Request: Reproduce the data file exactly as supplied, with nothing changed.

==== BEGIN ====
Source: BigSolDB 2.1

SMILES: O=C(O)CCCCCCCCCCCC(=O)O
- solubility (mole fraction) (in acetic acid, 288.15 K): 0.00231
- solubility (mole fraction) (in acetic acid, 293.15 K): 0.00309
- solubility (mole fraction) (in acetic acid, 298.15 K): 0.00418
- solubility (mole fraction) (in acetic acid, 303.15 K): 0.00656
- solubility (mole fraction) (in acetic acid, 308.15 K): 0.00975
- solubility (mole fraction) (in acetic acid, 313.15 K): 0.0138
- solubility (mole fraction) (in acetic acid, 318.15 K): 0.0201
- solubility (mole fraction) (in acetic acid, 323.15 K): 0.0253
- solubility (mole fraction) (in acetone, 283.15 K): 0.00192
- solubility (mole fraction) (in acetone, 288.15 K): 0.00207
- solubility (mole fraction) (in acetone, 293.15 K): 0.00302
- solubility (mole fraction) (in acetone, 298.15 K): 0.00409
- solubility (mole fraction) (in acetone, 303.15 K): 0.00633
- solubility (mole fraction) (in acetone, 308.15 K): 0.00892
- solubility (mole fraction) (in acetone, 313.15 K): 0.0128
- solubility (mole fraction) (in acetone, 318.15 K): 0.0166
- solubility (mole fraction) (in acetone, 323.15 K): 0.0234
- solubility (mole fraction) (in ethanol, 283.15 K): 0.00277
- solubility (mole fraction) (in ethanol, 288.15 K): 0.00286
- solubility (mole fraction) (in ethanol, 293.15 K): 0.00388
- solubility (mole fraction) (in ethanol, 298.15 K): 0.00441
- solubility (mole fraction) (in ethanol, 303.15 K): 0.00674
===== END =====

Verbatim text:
Source: BigSolDB 2.1

SMILES: O=C(O)CCCCCCCCCCCC(=O)O
- solubility (mole fraction) (in acetic acid, 288.15 K): 0.00231
- solubility (mole fraction) (in acetic acid, 293.15 K): 0.00309
- solubility (mole fraction) (in acetic acid, 298.15 K): 0.00418
- solubility (mole fraction) (in acetic acid, 303.15 K): 0.00656
- solubility (mole fraction) (in acetic acid, 308.15 K): 0.00975
- solubility (mole fraction) (in acetic acid, 313.15 K): 0.0138
- solubility (mole fraction) (in acetic acid, 318.15 K): 0.0201
- solubility (mole fraction) (in acetic acid, 323.15 K): 0.0253
- solubility (mole fraction) (in acetone, 283.15 K): 0.00192
- solubility (mole fraction) (in acetone, 288.15 K): 0.00207
- solubility (mole fraction) (in acetone, 293.15 K): 0.00302
- solubility (mole fraction) (in acetone, 298.15 K): 0.00409
- solubility (mole fraction) (in acetone, 303.15 K): 0.00633
- solubility (mole fraction) (in acetone, 308.15 K): 0.00892
- solubility (mole fraction) (in acetone, 313.15 K): 0.0128
- solubility (mole fraction) (in acetone, 318.15 K): 0.0166
- solubility (mole fraction) (in acetone, 323.15 K): 0.0234
- solubility (mole fraction) (in ethanol, 283.15 K): 0.00277
- solubility (mole fraction) (in ethanol, 288.15 K): 0.00286
- solubility (mole fraction) (in ethanol, 293.15 K): 0.00388
- solubility (mole fraction) (in ethanol, 298.15 K): 0.00441
- solubility (mole fraction) (in ethanol, 303.15 K): 0.00674